June 5, 2018 / 1:58 PM / a year ago

Saudi's SABIC in talks with banks for dollar bond - sources

DUBAI/RIYADH, June 5 (Reuters) - Saudi Basic Industries Corp (SABIC) is in talks with banks for a potential U.S. dollar-denominated bond, banking sources familiar with the matter said.

SABIC, the world's fourth-largest petrochemicals company, bought in a 25 percent stake in the Swiss specialty chemicals group Clariant in January, becoming the firm's largest shareholder.

CEO Yousef al-Benyan said at the time that SABIC could self-finance the Clariant stake acquisition, but did not exclude the possibility of inviting banks to part-finance the deal.

The company raised earlier this year a $3 billion bridge loan. Banking sources, who believe the loan was raised to partially finance the acquisition, said the new bond is likely to replace that facility.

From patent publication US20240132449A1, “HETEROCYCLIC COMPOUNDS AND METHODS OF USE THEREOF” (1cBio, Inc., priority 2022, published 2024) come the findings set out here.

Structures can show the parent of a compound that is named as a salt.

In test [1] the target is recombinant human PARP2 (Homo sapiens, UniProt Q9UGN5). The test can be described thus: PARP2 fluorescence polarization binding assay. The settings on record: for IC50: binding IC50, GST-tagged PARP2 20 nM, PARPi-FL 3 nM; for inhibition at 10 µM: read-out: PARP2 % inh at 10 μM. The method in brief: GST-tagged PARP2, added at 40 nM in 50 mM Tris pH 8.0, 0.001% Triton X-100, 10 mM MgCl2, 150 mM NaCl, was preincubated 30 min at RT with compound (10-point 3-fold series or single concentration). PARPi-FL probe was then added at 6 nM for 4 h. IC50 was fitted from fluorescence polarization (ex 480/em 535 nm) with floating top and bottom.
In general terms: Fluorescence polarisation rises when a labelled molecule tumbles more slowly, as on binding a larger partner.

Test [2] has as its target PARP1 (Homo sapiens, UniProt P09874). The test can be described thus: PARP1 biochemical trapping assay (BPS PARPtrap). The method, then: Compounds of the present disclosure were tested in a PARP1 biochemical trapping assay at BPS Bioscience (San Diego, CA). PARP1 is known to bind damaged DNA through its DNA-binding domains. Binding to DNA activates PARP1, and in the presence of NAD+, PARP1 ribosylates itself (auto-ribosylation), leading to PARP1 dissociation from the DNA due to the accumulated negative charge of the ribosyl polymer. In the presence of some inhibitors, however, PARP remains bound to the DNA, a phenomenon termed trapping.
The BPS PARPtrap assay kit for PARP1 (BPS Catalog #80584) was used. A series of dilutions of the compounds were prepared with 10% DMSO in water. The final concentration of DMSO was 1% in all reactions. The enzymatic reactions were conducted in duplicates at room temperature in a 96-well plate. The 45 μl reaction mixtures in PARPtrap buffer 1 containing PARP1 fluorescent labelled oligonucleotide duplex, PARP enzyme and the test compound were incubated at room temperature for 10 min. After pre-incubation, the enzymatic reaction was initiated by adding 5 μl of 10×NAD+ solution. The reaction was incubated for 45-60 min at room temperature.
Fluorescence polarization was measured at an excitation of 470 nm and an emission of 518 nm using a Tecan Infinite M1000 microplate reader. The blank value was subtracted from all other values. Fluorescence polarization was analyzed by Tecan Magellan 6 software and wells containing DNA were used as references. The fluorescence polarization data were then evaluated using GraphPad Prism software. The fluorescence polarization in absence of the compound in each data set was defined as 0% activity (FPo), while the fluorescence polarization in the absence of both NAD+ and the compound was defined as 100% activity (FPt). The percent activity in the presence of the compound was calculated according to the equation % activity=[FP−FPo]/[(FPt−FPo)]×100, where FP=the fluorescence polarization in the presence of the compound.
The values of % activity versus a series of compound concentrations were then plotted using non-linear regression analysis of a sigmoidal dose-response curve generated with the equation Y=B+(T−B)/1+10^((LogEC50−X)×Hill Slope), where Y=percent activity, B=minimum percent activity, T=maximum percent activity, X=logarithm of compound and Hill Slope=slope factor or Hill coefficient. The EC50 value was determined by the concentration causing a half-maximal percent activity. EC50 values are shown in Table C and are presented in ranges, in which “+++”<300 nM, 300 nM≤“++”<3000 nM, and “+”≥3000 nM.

SABIC did not immediately respond to a request for comment on the bond plans.

The loan was arranged by a group of banks including BNP Paribas, Citi, MUFG and Standard Chartered. The same banks are expected to lead the new bond deal, but the company has started sounding out other lenders over the past week or so, said one of the sources.

A second banker said HSBC has been mandated to arrange the upcoming transaction. HSBC declined to comment.

In April, SABIC's said the company had more than 27 billion riyals ($7.20 billion) of debt due to mature this year and that options to raise financing through bonds or other instruments were available.

Boosted by the rise in oil prices, SABIC is studying opportunities to access the African market and is also looking at acquisitions in the United States, Europe, and China, its chief executive said at the time, adding that some of the deals could materialize already this year.

SABIC has a $1 billion bond maturing in October this year which was raised in 2013 through its unit SABIC Capital. The same unit raised a $1 billion term loan in 2013 which is due in July this year.

That loan was arranged by a group including Bank of America Merrill Lynch, Citigroup, Credit Agricole CIB, Deutsche Bank, HSBC, ING, JP Morgan, Mizuho, MUFG, Royal Bank of Scotland, Standard Chartered, and SMBC. ($1 = 3.7502 riyals) (Editing by Louise Heavens)

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